Microkhan by Brendan I. Koerner

The Empty File

August 17th, 2011 · No Comments


As part of my ongoing, book-related effort to gain a better understanding of the Vietnam War, I recently started diving into the documentary series based on Stanley Karnow’s Vietnam: A History. (Yeah, I know, I should’ve started with the source material—my bad.) I’ve found the first episode particularly enlightening, since part of my book will deal with French opposition to Vietnam—opposition obviously rooted in France’s disastrous experience at Dien Bien Phu. The television version of Karnow’s work really nails the exact nature of France’s failings, both politically and militarily. A classic case of imperial hubris, or so it would seem.

The quote that best sums up the catastrophe comes from a French captain named Jean Pouget. In recalling the 1953 arrival of General Henri Navarre, the fifth French commander in Vietnam in as many years, Pouget says that a concerted effort was made to develop what might now be termed a “communications strategy.” But for some reason, the effort never went anywhere:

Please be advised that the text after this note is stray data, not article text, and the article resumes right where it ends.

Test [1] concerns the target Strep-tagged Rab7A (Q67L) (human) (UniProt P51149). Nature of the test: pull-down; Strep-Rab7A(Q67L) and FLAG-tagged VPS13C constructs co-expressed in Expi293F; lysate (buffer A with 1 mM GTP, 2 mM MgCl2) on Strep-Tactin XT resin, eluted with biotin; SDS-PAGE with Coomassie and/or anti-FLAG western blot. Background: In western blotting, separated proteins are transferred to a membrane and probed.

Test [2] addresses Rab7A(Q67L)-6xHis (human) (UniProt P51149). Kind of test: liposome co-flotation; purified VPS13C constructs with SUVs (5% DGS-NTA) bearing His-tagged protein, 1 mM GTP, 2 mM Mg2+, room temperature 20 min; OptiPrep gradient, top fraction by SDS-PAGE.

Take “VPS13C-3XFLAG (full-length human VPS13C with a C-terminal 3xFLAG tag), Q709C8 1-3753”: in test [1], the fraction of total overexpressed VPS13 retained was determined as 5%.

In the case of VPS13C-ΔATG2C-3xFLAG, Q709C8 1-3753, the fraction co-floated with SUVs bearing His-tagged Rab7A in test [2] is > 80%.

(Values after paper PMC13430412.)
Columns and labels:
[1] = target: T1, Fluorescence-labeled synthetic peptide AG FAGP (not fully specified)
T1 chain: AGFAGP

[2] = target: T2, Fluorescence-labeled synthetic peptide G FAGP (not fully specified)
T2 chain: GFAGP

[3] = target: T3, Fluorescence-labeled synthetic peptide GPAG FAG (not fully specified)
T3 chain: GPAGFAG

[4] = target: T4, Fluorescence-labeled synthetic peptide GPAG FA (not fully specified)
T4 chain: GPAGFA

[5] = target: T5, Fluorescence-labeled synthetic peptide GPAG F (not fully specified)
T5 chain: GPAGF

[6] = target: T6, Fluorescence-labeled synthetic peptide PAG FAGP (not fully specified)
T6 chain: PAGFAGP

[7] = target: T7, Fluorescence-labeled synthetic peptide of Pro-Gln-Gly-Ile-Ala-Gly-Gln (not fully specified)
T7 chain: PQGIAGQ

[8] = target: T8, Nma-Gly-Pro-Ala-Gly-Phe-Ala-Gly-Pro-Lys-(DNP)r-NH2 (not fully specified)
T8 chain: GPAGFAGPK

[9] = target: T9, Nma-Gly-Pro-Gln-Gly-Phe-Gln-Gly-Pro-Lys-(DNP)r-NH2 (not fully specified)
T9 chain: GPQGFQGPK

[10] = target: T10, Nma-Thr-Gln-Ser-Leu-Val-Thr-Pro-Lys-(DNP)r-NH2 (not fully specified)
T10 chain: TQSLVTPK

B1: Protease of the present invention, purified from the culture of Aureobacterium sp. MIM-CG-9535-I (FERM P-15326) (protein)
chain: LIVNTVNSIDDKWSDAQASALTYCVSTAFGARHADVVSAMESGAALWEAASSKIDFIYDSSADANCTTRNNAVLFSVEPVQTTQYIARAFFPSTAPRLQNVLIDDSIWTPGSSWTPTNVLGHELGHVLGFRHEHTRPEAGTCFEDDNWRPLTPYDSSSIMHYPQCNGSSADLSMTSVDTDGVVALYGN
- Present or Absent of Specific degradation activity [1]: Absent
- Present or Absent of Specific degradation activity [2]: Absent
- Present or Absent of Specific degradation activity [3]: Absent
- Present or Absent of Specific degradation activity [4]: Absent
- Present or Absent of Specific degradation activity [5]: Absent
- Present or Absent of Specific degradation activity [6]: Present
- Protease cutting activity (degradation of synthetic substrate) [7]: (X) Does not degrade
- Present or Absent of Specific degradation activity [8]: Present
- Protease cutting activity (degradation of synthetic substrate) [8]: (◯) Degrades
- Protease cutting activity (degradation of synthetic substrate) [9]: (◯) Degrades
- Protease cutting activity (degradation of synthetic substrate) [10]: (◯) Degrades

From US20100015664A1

When General Navarre arrived, he opened a file right away and on that file I wrote “War Goals.” We looked for what to tell the troops. Well, until the end this file remained practically empty. We never could express concretely our war goals.

I reckon the same could be said for the American military a decade or so later. The question I have to address, then, is how this lack of clear goals affected the psychological well-being of the men in the field, especially after their fighting days were done. There is actually a case to be made (most notably by Jonathan Shay in Achilles in Vietnam) that the uncertain nature of the mission in Vietnam contributed to the prevalence of post-traumatic stress disorder among that conflict’s veterans. Perhaps it is not only the horror of combat that warps the mind, but also the anxiety of not knowing whether one’s supreme sacrifices were truly for a greater good.

(Image above: One of the 3,300 French prisoners-of-war to returns home after Dien Bien Phu. Seven thousand of his comrades perished will in Viet Minh custody.)

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